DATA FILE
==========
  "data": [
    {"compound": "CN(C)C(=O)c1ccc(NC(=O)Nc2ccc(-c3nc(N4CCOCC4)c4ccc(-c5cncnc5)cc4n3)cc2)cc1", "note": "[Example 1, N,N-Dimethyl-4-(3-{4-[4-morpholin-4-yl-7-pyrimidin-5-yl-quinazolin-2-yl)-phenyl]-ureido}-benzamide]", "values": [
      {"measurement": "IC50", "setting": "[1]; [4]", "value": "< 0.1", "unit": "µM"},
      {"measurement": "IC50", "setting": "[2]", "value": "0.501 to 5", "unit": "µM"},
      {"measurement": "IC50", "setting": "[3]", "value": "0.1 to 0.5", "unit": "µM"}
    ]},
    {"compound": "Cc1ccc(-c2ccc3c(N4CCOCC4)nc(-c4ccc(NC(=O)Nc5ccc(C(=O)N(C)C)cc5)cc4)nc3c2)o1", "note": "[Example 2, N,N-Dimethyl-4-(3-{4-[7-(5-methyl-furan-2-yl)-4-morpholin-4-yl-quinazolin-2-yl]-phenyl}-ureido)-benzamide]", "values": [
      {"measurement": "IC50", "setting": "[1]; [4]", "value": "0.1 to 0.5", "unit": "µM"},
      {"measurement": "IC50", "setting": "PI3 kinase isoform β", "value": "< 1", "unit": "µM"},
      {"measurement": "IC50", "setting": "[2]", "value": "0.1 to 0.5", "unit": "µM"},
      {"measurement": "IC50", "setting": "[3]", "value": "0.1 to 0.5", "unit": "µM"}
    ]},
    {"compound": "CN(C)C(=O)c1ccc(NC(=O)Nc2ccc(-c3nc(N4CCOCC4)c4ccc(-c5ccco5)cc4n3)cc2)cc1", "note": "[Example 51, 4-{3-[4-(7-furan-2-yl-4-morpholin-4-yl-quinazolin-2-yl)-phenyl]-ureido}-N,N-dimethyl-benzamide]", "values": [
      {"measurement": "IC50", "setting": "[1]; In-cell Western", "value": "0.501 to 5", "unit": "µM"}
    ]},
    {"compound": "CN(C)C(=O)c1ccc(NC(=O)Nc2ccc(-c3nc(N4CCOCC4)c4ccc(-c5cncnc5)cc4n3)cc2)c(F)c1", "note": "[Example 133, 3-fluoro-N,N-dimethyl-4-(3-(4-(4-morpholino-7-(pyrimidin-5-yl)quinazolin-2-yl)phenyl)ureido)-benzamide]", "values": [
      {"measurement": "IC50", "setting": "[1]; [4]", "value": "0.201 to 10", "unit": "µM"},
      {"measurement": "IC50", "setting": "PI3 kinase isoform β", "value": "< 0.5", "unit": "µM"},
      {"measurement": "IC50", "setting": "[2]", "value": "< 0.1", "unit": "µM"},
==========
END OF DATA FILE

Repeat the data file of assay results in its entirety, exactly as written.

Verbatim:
  "data": [
    {"compound": "CN(C)C(=O)c1ccc(NC(=O)Nc2ccc(-c3nc(N4CCOCC4)c4ccc(-c5cncnc5)cc4n3)cc2)cc1", "note": "[Example 1, N,N-Dimethyl-4-(3-{4-[4-morpholin-4-yl-7-pyrimidin-5-yl-quinazolin-2-yl)-phenyl]-ureido}-benzamide]", "values": [
      {"measurement": "IC50", "setting": "[1]; [4]", "value": "< 0.1", "unit": "µM"},
      {"measurement": "IC50", "setting": "[2]", "value": "0.501 to 5", "unit": "µM"},
      {"measurement": "IC50", "setting": "[3]", "value": "0.1 to 0.5", "unit": "µM"}
    ]},
    {"compound": "Cc1ccc(-c2ccc3c(N4CCOCC4)nc(-c4ccc(NC(=O)Nc5ccc(C(=O)N(C)C)cc5)cc4)nc3c2)o1", "note": "[Example 2, N,N-Dimethyl-4-(3-{4-[7-(5-methyl-furan-2-yl)-4-morpholin-4-yl-quinazolin-2-yl]-phenyl}-ureido)-benzamide]", "values": [
      {"measurement": "IC50", "setting": "[1]; [4]", "value": "0.1 to 0.5", "unit": "µM"},
      {"measurement": "IC50", "setting": "PI3 kinase isoform β", "value": "< 1", "unit": "µM"},
      {"measurement": "IC50", "setting": "[2]", "value": "0.1 to 0.5", "unit": "µM"},
      {"measurement": "IC50", "setting": "[3]", "value": "0.1 to 0.5", "unit": "µM"}
    ]},
    {"compound": "CN(C)C(=O)c1ccc(NC(=O)Nc2ccc(-c3nc(N4CCOCC4)c4ccc(-c5ccco5)cc4n3)cc2)cc1", "note": "[Example 51, 4-{3-[4-(7-furan-2-yl-4-morpholin-4-yl-quinazolin-2-yl)-phenyl]-ureido}-N,N-dimethyl-benzamide]", "values": [
      {"measurement": "IC50", "setting": "[1]; In-cell Western", "value": "0.501 to 5", "unit": "µM"}
    ]},
    {"compound": "CN(C)C(=O)c1ccc(NC(=O)Nc2ccc(-c3nc(N4CCOCC4)c4ccc(-c5cncnc5)cc4n3)cc2)c(F)c1", "note": "[Example 133, 3-fluoro-N,N-dimethyl-4-(3-(4-(4-morpholino-7-(pyrimidin-5-yl)quinazolin-2-yl)phenyl)ureido)-benzamide]", "values": [
      {"measurement": "IC50", "setting": "[1]; [4]", "value": "0.201 to 10", "unit": "µM"},
      {"measurement": "IC50", "setting": "PI3 kinase isoform β", "value": "< 0.5", "unit": "µM"},
      {"measurement": "IC50", "setting": "[2]", "value": "< 0.1", "unit": "µM"},